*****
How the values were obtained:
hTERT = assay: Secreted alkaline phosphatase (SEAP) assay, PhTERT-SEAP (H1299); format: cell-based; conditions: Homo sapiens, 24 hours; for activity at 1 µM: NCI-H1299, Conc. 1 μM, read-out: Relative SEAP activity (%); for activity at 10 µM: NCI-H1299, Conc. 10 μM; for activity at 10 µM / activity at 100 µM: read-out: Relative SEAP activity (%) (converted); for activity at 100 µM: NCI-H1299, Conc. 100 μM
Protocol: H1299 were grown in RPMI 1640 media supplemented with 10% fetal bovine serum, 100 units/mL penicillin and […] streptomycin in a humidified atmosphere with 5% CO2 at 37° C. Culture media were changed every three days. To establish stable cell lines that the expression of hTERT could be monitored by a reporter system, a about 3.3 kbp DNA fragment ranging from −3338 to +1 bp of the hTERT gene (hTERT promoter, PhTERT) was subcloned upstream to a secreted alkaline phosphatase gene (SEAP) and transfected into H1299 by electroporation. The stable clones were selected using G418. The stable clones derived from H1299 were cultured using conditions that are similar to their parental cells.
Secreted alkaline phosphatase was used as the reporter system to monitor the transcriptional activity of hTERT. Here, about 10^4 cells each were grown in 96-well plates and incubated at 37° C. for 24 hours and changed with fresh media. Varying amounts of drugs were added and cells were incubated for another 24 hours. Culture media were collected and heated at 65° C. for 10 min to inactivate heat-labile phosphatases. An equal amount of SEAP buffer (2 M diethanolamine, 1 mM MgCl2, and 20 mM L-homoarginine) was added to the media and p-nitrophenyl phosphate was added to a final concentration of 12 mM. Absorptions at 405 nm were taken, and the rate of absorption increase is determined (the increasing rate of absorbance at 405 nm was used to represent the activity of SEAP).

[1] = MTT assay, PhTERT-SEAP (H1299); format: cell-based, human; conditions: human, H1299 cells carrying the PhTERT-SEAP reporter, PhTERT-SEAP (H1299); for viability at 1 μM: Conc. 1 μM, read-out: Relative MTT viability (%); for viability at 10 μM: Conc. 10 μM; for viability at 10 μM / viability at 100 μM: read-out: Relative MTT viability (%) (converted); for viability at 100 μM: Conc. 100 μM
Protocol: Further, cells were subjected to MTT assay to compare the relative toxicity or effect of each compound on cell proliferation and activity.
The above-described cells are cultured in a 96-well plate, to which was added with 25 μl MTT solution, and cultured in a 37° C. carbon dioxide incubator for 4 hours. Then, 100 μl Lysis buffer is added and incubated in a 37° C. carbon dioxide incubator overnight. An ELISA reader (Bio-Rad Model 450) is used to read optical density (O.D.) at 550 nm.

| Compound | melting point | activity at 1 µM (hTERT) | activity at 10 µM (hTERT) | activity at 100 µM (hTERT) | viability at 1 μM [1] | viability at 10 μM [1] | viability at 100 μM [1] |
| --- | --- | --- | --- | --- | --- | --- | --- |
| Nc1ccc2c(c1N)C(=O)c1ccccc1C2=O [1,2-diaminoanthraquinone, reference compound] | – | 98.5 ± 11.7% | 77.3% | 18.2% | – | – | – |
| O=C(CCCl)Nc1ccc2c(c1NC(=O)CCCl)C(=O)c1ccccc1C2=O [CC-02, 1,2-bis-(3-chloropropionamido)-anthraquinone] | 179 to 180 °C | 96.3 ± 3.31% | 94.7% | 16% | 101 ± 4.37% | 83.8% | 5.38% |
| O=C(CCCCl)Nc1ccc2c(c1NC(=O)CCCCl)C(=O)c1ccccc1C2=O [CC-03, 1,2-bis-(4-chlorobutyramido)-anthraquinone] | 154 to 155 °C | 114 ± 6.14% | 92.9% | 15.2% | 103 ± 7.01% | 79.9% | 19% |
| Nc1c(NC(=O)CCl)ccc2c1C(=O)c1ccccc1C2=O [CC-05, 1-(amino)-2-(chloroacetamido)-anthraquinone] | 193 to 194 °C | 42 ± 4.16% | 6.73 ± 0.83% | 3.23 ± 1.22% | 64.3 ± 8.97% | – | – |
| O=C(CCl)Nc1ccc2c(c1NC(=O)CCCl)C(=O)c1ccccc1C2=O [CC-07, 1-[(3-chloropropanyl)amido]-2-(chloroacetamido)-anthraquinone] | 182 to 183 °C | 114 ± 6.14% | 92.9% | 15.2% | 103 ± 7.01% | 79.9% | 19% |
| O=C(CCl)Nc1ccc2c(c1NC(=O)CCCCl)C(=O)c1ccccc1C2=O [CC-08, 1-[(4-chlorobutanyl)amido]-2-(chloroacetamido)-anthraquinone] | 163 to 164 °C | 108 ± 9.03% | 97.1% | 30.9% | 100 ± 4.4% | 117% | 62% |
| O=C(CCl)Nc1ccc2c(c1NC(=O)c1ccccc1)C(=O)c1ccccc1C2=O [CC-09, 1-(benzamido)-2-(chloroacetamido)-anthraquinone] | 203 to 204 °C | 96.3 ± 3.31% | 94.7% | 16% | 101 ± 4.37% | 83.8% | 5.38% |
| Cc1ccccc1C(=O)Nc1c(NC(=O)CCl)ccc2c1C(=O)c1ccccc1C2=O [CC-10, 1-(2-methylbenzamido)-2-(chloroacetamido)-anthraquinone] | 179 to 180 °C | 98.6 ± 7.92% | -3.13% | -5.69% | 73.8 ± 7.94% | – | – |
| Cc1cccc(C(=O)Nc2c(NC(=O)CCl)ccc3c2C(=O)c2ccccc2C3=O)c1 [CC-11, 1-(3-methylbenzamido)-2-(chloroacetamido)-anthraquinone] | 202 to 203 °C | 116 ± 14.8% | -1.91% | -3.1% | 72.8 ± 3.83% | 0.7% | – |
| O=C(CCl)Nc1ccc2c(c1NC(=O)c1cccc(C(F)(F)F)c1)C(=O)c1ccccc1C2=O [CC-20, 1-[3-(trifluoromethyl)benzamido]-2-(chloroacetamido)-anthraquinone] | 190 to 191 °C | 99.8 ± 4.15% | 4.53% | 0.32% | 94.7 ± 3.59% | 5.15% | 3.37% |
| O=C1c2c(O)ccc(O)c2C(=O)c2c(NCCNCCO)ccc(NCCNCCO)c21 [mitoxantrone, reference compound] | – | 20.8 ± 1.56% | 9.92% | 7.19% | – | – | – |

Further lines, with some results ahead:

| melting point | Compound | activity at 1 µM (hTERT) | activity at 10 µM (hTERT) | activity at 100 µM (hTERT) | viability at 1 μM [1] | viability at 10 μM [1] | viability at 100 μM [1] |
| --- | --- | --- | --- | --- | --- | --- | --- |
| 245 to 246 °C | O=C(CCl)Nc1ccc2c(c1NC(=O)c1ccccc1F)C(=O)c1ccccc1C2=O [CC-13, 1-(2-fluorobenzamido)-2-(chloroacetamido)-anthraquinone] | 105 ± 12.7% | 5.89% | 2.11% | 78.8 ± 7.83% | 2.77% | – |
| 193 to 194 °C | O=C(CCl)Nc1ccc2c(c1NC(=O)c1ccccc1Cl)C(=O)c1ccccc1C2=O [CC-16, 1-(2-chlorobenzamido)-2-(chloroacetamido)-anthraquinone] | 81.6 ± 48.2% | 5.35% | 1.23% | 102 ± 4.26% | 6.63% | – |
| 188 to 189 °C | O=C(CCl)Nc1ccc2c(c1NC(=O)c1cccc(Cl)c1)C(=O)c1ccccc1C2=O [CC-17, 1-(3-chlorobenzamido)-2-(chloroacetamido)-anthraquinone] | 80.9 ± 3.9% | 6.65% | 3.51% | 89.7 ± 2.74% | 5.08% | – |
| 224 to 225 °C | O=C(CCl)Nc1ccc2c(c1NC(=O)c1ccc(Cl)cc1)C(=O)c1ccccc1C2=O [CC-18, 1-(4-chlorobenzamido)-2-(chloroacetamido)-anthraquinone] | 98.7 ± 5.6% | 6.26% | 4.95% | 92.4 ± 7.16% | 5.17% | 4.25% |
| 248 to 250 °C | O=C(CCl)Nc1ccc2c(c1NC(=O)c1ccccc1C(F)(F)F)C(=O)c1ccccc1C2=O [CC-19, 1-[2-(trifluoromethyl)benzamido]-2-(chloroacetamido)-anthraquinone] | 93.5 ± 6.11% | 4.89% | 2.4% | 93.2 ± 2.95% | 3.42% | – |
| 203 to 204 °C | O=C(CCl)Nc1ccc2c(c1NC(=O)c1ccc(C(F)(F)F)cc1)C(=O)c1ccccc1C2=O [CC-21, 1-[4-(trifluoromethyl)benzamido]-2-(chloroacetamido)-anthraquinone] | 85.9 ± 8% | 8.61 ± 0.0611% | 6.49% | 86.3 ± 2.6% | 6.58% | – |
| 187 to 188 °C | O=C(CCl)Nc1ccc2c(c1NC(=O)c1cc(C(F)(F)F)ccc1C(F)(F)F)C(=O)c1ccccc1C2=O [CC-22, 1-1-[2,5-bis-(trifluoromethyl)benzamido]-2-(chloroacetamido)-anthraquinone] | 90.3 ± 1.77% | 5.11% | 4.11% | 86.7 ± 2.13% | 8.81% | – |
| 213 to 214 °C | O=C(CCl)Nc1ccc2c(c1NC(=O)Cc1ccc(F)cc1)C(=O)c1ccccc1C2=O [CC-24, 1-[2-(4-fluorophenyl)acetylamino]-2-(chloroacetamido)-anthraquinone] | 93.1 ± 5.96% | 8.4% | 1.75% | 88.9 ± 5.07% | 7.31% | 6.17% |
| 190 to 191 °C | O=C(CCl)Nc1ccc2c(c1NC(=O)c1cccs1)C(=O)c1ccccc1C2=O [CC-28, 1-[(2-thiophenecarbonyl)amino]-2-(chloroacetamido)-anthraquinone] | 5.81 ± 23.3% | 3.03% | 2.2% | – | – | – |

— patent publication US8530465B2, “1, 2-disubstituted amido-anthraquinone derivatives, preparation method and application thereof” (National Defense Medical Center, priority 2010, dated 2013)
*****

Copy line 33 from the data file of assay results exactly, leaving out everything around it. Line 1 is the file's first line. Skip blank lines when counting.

— patent publication US8530465B2, “1, 2-disubstituted amido-anthraquinone derivatives, preparation method and application thereof” (National Defense Medical Center, priority 2010, dated 2013)